While most of media outlets were busy judging Israel’s, Syria’s and the U.S.’s motives and interests in the recent meeting between Bashar Assad and Nicolas Sarkozy in Damascus, some also dedicated space to analyzing the role of Sarkozy:
The Jerusalem Post was skeptical about the meeting, but not about the Frenchman:
Could it be that Assad is once again dangling the possibility of peace with Israel as a way to renew contacts with Washington and Paris and end his international isolation?
Haaretz was more enthusiastic about the meeting, and was right to comment that it has no reason to be angry or unhappy with Sarkozy:
[T]his time Israel cannot be angry with the French. After all, it did an about-face as well when it began an indirect dialogue with Syria, which is meant to turn into direct talks at a later stage. In this Israel diverged from the normal framework, under which its relations with the countries in the region are coordinated with the United States.
But this doesn’t mean that Sarkozy was doing the right thing. As Emile Hokayem of the Henry Stimson Center points out:
Many will welcome Sarkozy’s visit to Damascus, but there are indeed legitimate questions about the timing and manner of his opening to Syria, which had been shunned for the past three years for its interference in Lebanese affairs. His warm embrace of Assad displayed a curious mix of cynicism and naivety that has not been a characteristic of French diplomacy until now.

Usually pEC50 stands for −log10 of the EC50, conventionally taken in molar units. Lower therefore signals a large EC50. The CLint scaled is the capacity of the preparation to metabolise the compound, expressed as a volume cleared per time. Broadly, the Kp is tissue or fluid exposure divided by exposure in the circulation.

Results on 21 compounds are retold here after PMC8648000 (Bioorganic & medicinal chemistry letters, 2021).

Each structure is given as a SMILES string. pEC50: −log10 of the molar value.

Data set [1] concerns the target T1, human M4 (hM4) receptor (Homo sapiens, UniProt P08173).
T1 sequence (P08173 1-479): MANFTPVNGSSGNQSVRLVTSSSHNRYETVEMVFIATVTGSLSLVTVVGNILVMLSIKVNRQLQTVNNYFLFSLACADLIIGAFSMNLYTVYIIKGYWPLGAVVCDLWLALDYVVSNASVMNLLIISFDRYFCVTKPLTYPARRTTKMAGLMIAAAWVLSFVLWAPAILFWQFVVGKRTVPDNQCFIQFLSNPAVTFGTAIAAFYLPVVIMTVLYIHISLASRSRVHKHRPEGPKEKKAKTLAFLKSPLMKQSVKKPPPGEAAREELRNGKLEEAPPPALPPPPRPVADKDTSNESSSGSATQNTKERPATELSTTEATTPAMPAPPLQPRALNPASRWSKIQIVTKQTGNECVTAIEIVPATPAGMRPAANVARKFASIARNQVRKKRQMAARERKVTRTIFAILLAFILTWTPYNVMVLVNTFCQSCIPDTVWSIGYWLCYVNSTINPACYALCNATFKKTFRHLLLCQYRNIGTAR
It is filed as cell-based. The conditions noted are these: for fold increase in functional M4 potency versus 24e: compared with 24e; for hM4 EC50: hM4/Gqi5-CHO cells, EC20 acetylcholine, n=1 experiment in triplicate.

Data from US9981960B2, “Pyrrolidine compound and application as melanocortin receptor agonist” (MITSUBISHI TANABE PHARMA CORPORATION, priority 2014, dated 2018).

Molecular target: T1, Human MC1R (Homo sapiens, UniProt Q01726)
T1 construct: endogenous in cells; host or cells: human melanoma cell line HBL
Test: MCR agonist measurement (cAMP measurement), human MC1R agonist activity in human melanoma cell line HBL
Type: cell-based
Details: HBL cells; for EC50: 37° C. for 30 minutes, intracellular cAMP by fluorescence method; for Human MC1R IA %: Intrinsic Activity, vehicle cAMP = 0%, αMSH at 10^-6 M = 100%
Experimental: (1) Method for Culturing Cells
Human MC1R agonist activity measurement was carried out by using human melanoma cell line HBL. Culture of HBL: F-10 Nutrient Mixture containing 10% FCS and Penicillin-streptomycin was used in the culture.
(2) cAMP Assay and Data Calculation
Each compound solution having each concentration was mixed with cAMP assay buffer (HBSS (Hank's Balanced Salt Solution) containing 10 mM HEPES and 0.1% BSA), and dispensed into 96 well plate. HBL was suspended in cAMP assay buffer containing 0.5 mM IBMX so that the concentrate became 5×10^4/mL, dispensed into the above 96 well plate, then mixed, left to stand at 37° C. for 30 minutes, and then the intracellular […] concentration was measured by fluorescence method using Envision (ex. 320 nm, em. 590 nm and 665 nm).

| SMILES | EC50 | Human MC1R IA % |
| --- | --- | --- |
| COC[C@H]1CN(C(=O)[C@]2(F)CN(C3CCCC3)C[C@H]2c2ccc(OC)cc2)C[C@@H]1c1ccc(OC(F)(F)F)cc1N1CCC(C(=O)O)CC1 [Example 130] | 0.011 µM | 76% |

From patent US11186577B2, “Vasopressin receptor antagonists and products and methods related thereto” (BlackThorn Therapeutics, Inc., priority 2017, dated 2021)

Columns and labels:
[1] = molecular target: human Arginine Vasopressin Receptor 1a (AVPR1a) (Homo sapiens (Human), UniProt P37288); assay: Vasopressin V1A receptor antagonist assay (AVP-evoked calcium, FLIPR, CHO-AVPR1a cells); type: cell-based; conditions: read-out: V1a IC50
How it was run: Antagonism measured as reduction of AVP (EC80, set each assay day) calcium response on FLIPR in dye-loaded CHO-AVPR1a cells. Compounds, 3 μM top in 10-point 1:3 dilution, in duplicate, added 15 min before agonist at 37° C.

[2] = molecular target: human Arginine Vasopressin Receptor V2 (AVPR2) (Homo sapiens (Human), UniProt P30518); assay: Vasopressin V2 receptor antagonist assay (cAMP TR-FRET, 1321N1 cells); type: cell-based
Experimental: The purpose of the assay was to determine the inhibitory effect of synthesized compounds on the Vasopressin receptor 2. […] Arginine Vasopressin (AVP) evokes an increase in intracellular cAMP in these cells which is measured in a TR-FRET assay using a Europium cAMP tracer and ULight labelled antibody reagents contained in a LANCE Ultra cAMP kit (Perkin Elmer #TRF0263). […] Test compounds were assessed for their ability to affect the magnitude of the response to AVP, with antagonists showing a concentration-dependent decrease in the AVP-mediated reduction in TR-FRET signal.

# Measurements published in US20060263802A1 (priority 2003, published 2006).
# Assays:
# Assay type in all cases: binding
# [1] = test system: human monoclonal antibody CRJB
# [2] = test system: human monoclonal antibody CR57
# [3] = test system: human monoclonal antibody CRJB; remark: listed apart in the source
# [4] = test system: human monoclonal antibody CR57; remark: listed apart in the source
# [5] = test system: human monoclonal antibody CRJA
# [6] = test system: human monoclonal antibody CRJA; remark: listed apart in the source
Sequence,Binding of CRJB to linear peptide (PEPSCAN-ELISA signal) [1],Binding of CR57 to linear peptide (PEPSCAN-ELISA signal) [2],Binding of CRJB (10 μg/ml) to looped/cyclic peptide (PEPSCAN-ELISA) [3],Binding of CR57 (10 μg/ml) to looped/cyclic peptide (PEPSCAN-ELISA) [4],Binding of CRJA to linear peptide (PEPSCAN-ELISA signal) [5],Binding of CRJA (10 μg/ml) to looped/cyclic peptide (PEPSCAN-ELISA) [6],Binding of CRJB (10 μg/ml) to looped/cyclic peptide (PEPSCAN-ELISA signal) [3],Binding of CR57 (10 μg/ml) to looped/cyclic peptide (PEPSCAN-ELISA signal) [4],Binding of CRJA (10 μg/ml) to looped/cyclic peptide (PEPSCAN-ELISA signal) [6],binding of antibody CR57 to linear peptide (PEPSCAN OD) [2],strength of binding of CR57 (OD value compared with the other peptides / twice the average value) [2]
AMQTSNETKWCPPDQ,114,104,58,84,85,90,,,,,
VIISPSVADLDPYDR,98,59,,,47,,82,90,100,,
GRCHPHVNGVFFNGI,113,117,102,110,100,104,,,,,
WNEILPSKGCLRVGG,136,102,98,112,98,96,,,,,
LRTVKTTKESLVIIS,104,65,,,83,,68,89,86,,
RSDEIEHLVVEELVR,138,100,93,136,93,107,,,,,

Michael Young, at Lebanon’s Daily Star, makes a similar point, even more blatantly:
Sarkozy has proven to be the most destructive of opportunists here. After having negotiated a mediocre agreement in Georgia that allowed Russia to pursue its military actions there under the guise of defensive measures, yesterday in Damascus the French president waded into the Shebaa Farms imbroglio, with the same ostentation and shallowness. Sarkozy’s true purpose was plain on Tuesday when he declared that peace in the Middle East “went through France and Syria,” and that his aim was to see Syria “regaining its place in the concert of nations.”
The Lebanese might be those losing more than others by this untimely diplomatic intervention. But hey, who cares about them?